NEWS
March 31, 1998 | By Raja Mishra, INQUIRER WASHINGTON BUREAU
The tobacco industry's annual legal-liability fines would be limited to $6.5 billion under tough national tobacco-regulation legislation that a key Senate committee is poised to pass. After days of round-the-clock negotiations, Senate Commerce Committee Chairman John McCain (R., Ariz.) yesterday announced the bill, which contains terms far harsher than those the industry agreed to in a proposed settlement last year. The bill would cost tobacco companies up to $506 billion over 25 years, compared with $368.
NEWS
March 5, 1998 | By Karen Auerbach, INQUIRER CORRESPONDENT
Smoking in the township by anyone younger than 18 would be illegal under an ordinance introduced last night by a 3-2 vote. The two council members who opposed the measure called it a violation of juvenile rights. A second proposed ordinance, introduced by a unanimous vote, would prohibit cigarette vending machines, and give local police the power to prevent the sale of tobacco products to minors. Council's two Democratic members, Judith Bennis and Martha Issod, opposed the outright ban on juvenile smoking.
NEWS
December 14, 1997 | By David Hafetz, INQUIRER CORRESPONDENT
Creating a "Cigarette-Free School Zone" seemed like a simple proposal at first: Minors caught using or possessing tobacco products within 1,000 feet of school property would be fined up to $500. But now, township officials are questioning whether their proposed tobacco regulations, originally billed as an extension of the school district's existing "Drug-Free School Zone," would include any public place in town. "What we portrayed and what we are passing aren't the same thing," council member Mike Muchowski said last week.
NEWS
September 21, 1997 | By Dick Polman, INQUIRER STAFF WRITER
It should come as no surprise that President Clinton has opted to neither embrace nor condemn the so-called "global tobacco settlement. " It should shock nobody that the master of the bully pulpit has decided to speak softly, play for time, and hope that Capitol Hill takes the lead. Because, in political terms, this historic megabuck megadeal is everything he dreads. It's a hot potato that could burn a lot of powerful people, no matter what happens. It's a massive, divisive issue with no clear political payoff.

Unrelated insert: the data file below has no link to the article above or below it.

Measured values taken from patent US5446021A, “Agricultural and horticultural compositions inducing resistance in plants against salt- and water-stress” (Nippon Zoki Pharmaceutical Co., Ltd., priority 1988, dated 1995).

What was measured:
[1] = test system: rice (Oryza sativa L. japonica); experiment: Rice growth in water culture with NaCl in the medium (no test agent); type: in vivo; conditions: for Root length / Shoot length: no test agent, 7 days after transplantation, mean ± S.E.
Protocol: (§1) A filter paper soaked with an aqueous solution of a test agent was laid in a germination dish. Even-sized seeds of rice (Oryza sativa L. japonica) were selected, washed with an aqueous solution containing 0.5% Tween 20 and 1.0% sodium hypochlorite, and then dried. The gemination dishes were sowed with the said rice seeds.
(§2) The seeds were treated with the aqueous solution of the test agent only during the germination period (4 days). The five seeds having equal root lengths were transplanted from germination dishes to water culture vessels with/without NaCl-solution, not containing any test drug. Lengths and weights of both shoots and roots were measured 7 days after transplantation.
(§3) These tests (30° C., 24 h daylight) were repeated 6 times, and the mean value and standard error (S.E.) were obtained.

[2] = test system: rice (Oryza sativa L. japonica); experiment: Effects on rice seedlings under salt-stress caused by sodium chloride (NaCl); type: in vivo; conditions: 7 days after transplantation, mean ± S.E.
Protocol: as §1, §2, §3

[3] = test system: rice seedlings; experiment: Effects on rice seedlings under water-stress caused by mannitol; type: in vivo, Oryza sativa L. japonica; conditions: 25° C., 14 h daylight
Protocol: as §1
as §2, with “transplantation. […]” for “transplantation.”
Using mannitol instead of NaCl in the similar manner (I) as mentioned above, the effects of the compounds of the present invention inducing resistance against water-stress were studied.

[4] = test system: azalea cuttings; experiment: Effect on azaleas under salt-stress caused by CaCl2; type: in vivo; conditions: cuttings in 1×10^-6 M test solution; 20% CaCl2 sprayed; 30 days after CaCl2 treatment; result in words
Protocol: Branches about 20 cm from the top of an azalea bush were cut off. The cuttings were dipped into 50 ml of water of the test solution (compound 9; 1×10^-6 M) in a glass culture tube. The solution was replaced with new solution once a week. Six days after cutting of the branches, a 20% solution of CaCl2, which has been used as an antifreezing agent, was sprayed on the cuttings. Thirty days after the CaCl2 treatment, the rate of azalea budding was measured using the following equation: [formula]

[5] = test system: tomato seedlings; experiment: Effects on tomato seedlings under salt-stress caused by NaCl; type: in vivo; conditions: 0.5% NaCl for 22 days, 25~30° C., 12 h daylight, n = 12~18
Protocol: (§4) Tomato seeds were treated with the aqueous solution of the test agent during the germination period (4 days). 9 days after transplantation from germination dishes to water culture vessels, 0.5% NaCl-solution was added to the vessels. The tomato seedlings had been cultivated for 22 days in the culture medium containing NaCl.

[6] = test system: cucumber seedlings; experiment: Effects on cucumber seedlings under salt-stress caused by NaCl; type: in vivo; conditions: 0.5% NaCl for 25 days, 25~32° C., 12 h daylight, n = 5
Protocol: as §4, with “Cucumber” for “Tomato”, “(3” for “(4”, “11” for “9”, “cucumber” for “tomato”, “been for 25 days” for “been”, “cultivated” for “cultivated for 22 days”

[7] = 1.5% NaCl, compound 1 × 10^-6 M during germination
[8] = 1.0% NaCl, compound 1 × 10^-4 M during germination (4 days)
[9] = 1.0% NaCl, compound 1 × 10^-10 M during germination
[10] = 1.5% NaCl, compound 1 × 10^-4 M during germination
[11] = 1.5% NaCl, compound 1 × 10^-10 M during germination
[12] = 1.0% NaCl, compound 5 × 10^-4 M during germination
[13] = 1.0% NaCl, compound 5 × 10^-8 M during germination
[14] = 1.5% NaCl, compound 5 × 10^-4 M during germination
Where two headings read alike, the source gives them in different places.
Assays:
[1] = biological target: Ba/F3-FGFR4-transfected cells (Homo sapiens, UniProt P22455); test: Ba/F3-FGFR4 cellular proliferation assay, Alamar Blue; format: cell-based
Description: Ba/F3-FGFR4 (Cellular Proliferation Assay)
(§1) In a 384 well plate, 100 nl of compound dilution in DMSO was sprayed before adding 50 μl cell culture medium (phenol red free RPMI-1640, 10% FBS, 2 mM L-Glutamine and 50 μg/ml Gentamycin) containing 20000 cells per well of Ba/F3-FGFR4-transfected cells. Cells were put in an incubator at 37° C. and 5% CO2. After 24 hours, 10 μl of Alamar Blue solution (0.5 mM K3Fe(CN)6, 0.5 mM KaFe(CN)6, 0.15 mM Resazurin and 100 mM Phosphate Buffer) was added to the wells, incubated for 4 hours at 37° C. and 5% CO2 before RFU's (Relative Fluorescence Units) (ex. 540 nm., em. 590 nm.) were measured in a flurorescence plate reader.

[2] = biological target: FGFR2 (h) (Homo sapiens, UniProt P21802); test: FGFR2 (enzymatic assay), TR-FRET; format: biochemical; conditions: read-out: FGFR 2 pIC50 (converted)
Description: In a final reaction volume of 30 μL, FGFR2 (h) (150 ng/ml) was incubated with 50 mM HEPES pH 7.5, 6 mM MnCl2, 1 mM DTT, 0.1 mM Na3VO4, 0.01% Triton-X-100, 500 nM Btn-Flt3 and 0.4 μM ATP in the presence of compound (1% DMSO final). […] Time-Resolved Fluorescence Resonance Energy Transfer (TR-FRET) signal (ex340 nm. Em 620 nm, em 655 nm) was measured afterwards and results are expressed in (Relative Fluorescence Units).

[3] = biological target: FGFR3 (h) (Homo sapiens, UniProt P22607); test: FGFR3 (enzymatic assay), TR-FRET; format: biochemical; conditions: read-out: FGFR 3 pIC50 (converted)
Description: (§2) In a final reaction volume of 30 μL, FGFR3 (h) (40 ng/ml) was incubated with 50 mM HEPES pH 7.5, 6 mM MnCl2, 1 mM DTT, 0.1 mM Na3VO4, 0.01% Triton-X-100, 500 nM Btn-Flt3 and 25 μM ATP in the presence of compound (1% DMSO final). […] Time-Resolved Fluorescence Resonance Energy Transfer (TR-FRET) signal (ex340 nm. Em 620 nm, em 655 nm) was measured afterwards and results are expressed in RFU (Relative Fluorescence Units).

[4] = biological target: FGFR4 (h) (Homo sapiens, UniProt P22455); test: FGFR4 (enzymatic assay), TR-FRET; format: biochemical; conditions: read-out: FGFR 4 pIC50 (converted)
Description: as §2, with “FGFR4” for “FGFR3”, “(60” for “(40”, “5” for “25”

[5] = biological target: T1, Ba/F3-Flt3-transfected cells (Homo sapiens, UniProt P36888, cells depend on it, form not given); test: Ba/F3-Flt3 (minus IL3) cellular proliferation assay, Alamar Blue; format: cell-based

NEWS
July 31, 1997 | By Dick Polman, INQUIRER STAFF WRITER
Two prominent public-health leaders differed sharply yesterday on whether the proposed national settlement with the tobacco industry would save America's children or sell them out. In congressional testimony, Lonnie Bristow, who as president of the American Medical Association participated in the settlement talks, declared that this deal "has public-health opportunities which would potentially dwarf the impact of even the polio vaccine. " But John Seffrin, chief executive officer of the American Cancer Society - which was not party to the talks - told the Senate Judiciary Committee that "this is not the right settlement" and that the deal contained "substantial" flaws.